Current mayor of Tegucigalpa, Nasry Asfura Zablah, 63, wants to preside over Honduras under the banner of the ruling and organized National Party (PN, right). One of the favorites, he must deal with the stigmas of drug trafficking and corruption that stain his organization.
Of Palestinian roots and 1.85 m tall, this slim man in jeans is known as “Daddy on command”, which is the way he usually answers the phone or introduces himself to his interlocutors.
Always wearing factory operator boots, he uses an analog cell phone instead of a smart one, and comes across as a hard worker in the field and allergic to offices.
“Not a single day have I sat at my office in the mayor’s office, every day I go out to the streets to see where the problems are,” he said.
“I go out to solve problems, without any camera (…) without anyone to interview me,” he once said.
If he wins the November 28 elections, he promises to “generate work” in a country with 10.9% unemployment and more than half of its population living in poverty. He is called upon to protect the permanence of the PN, which has governed the country since 2010.
His critics acknowledge that, during his two four-year terms as mayor, he transformed the capital with the construction of bridges, tunnels and other cement and iron works, to decongest the city of more than one million inhabitants.
He is married to Lissette del Cid, with whom he has three daughters: Stephanie, Monique and Alexandra.
He enrolled in civil engineering at the National University, but retired to work as a builder and founded a construction company, one of the largest in the country.
However, at his rallies he does not usually deliver political arguments. The person who does it is usually the candidate for mayor of Tegucigalpa, David Chávez.
His group is against progressive proposals such as the legalization of abortion, completely prohibited in the country, and equal marriage.
“Asfura within nationalism is the least rejected person, and in Honduran society in general, but he does not have a fluent discourse,” said the professor of Sociology at the National University, Eugenio Sosa.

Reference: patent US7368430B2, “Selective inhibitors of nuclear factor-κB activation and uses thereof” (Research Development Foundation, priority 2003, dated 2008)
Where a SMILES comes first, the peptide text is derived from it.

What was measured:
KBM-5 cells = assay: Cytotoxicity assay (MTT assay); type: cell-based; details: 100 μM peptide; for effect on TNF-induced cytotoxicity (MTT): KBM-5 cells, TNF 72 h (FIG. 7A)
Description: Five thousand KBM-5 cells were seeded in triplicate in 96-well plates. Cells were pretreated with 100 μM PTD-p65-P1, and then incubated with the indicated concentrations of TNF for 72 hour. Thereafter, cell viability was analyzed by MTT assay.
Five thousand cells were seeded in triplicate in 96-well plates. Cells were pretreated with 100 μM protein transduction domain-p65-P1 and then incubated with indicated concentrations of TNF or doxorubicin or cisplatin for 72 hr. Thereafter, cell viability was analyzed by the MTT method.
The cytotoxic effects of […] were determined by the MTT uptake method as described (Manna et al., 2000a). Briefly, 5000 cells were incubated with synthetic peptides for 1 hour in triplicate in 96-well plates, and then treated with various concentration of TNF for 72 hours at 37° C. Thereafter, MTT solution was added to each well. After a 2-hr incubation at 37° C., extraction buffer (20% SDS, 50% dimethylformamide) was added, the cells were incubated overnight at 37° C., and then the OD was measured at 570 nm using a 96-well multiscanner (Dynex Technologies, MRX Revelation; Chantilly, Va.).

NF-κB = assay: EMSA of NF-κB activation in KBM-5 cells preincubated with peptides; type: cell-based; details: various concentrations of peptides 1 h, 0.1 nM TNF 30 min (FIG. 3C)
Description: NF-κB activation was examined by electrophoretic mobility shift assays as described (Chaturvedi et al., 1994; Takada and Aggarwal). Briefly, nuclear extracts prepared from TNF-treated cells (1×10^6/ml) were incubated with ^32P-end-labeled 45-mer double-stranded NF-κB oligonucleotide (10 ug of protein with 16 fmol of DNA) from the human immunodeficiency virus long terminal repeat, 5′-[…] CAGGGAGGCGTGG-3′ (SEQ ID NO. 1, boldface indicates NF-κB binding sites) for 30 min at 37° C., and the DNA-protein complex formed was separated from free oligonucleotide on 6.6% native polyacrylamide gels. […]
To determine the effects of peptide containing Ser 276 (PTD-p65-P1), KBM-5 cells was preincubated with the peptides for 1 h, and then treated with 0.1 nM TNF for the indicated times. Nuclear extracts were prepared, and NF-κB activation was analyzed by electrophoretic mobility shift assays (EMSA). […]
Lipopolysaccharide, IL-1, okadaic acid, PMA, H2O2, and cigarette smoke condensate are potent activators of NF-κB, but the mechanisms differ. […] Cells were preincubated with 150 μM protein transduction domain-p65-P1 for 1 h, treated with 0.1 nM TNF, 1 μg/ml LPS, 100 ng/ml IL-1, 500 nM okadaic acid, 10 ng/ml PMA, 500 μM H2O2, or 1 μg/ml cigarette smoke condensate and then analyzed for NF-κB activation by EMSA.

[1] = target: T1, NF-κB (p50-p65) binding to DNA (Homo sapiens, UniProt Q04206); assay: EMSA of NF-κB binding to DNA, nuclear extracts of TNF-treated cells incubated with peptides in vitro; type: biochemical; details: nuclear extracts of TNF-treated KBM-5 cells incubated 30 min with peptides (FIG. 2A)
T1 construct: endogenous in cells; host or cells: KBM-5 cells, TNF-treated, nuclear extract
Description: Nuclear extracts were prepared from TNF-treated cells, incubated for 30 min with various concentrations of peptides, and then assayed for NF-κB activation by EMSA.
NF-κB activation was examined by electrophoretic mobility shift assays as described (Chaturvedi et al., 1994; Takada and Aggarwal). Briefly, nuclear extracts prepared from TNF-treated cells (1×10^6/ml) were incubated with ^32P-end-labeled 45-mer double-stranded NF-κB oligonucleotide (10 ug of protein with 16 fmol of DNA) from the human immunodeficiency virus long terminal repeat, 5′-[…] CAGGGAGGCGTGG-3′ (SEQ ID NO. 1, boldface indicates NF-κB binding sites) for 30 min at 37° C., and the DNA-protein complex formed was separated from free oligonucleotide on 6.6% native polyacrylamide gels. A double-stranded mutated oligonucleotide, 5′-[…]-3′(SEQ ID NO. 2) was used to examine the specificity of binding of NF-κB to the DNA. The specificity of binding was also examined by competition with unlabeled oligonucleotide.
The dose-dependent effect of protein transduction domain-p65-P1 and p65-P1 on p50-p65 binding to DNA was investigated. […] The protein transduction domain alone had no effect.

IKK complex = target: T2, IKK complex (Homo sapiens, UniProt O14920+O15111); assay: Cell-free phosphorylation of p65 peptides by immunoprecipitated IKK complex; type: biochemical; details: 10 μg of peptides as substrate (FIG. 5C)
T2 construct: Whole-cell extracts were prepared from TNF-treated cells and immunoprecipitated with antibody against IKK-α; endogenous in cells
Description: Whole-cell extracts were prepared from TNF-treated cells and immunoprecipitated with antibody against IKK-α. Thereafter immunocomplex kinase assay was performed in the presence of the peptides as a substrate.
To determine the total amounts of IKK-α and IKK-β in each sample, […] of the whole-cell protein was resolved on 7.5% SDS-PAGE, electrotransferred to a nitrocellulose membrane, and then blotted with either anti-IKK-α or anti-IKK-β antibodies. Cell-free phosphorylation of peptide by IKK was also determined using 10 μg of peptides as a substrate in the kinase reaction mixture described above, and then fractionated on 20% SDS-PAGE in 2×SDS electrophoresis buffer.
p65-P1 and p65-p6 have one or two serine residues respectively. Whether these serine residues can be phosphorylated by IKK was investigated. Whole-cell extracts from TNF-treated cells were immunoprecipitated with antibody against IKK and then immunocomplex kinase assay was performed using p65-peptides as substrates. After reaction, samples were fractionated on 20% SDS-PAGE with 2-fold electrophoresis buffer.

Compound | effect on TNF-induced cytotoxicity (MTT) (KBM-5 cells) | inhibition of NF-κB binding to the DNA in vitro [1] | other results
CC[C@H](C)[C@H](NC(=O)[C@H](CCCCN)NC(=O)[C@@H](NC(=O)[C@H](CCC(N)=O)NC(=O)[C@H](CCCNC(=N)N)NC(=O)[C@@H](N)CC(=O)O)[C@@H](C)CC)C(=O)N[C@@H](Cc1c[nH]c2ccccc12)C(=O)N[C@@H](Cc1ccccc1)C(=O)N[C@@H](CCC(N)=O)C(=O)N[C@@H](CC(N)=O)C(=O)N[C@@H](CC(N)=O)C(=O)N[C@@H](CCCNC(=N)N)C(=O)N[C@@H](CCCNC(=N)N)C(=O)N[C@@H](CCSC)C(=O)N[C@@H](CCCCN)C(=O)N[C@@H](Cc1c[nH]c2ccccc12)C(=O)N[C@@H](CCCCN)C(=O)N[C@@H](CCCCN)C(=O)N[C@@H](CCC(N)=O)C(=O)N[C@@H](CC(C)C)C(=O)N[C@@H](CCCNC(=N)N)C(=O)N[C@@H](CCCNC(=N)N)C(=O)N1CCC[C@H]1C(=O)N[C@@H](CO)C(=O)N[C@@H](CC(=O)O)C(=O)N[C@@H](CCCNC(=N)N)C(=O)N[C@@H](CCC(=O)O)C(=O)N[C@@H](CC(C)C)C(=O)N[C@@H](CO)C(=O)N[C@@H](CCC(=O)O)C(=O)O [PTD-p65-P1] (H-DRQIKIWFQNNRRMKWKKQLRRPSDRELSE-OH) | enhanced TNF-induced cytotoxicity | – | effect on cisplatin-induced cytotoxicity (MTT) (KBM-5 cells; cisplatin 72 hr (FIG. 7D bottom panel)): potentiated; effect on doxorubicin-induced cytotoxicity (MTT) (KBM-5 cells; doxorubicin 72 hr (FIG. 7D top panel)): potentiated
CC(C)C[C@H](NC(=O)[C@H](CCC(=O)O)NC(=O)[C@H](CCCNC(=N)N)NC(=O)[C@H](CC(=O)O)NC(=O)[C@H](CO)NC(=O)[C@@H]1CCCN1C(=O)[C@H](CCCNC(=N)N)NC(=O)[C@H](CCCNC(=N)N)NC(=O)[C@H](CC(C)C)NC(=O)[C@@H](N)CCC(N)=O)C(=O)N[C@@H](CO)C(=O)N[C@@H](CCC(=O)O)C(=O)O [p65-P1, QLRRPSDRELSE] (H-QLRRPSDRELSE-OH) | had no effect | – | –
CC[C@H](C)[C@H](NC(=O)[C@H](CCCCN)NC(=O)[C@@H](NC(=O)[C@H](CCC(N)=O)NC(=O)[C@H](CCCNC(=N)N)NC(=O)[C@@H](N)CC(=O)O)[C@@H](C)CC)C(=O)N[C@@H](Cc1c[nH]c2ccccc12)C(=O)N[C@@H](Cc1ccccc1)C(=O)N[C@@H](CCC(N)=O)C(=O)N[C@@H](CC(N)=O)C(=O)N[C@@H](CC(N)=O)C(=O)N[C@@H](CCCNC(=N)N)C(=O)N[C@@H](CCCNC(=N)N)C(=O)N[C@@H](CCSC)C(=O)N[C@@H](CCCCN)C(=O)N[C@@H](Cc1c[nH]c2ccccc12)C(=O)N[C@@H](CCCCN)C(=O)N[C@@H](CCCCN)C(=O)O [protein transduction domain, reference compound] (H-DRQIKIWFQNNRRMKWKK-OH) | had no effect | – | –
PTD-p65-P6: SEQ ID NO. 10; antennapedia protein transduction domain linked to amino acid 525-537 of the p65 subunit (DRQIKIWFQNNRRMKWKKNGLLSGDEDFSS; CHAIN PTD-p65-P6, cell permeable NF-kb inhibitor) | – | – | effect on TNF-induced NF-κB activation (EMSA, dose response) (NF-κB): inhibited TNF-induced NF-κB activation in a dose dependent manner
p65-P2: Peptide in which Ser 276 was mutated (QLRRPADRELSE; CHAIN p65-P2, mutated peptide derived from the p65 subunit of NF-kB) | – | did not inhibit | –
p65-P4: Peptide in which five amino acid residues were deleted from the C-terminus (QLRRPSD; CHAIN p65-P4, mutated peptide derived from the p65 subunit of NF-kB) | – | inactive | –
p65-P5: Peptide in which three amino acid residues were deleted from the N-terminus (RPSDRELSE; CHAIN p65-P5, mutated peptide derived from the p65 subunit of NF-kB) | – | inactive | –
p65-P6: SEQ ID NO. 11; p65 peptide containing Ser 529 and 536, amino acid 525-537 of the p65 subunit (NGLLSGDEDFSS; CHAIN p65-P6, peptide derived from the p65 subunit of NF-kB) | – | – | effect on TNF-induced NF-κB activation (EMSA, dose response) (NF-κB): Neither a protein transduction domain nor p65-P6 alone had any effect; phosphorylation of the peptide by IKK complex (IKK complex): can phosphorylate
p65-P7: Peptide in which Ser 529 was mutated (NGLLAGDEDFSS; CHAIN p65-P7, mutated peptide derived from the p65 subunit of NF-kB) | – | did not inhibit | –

“However, he is an extremely representative person of the ruling group and has accusations not only in Honduras,” Sosa explained.
Mentioned in the list of “Pandora Papers” for having offshore companies to allegedly evade taxes, and for allegedly favoring a Costa Rican businessman in a process, “Papi” is also investigated for accusations of embezzling about $ 700,000 of municipal funds .
The partisan legacy he receives is complicated. The current president, Juan Orlando Hernández, has been implicated by drug lords in a trial in New York for being an accessory to this crime.
The president’s brother, “Tony” Hernández, is serving a life sentence in the United States for drug trafficking. The president denies the charges and says it is revenge for the drug traffickers his government helped extradite.
“That is not a good sign. For something Hernández chose him as his successor. If he becomes president, the one who takes him to the presidency is Hernández,” the academic considered.
Asfura has not been peppered with drug trafficking like the current president. As a candidate, he has remained silent about this crime, but “he is committed to protecting Hernández,” Sosa said.
“Hondurans, I am different, because of my work, my effort, my way of doing things, of doing politics,” Asfura said. “I am not behind anyone’s skirts, I have my criteria,” he defends himself.
nl-mav / yow